Prosecco-Poached Salmon

Prosecco-Poached Salmon

Do you know what the definition of craziness is? It’s when you do the same thing over and over again, expecting a different result.

Let’s be honest: I have a preschooler and a baby, so my behavior may often seem quite insane, if you are watching.

But this amazing salmon marks an end to one particular crazy thing I’ve been doing for years! You see, for years I have been trying to make this perfect salmon poached in apple cider. It sounds amazing, right? Perfect for Fall! But it’s so sweet. It’s genuinely weird. And yet every year as the leaves start collecting on the ground I whip out the same recipe and take another whack at it.

Crazy.

But this month, as I was making plans to go buy some cider from my local pumpkin farm and hop on my regularly scheduled crazy train, I happened to find a recipe that made me breath a huge sigh of relief. Because prosecco!

It just sounds romantic, doesn’t it? Poaching salmon in a fizzy broth of sparkling wine and shallots! And let me tell you, it was absolutely perfect! Everything I’ve always dreamed poached salmon could be.

Many thanks to Ashley (whose last name means delicious in German!) of Cheese Curd in Paradise, my Secret Recipe Club blog for October. Not only does she have dozens of amazing looking fish recipes—always exciting for a picky pescetarian—but she also offers great ideas and advice for family meal planning amidst a busy life! Keeping it real.

And saving me from myself with prosecco cream sauce!

So let’s make some salmon!

Let's Make SalmonSlice up some shallots really thinly. Toss them in a large pan with unsalted butter and seasonings and let them soften and begin to caramelize.

Poaching BoozeAdd your sparkling wine (almost the whole bottle! But enough left that the cook gets a sip…) and fresh herbs. I used thyme, which was growing in my back yard. Sarah and I love saving a few pennies when we are making our super highbrow lunches!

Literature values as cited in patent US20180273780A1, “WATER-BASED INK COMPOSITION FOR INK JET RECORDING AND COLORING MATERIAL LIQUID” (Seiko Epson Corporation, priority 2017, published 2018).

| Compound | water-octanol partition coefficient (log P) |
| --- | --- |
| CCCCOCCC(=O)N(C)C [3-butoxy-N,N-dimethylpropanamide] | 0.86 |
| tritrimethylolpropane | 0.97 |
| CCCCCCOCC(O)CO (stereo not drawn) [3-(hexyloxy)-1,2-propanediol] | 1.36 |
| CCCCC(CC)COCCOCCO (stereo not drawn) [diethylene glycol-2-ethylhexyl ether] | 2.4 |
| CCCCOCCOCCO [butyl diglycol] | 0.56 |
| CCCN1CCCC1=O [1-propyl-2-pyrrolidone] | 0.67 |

You can use any sparkling wine here, be it prosecco, champagne, or brut. You could even go rosé if that’s your style!

Bring the wine to a simmer and let it cook about 5 minutes.

SalmonAdd the fish to the pan, sliding them into the liquid gently to prevent splatters. If the liquid doesn’t quite cover the top of the fillets (as ours didn’t…Sarah is a master at finding thick pieces of salmon!), carefully spoon some of the hot poaching liquid over the fish so that the tops will begin to cook as well.

But please be careful. Please don’t do what I did: Don’t graze the back of your hand on the edge of the hot pan as you are scooping, then flinch with a spoon full of boiling prosecco and basically throw said scalding liquid down your shirt and onto your bare foot. Because ouch.

Cook your salmon until it is barely pink in the center. You will need to check the center with a fork, because the outside will appear cooked long before the center is done. It should pull apart easily into flakes when it is cooked properly. A good rule of thumb is to poach the salmon for 8–10 minutes per inch of thickness. And remember that overcooked salmon is tough and chewy and not delicious!

Carefully scoop the salmon out of the poaching liquid with a fish spatula and set it on serving plates. Pull the thyme out of the pan and discard it.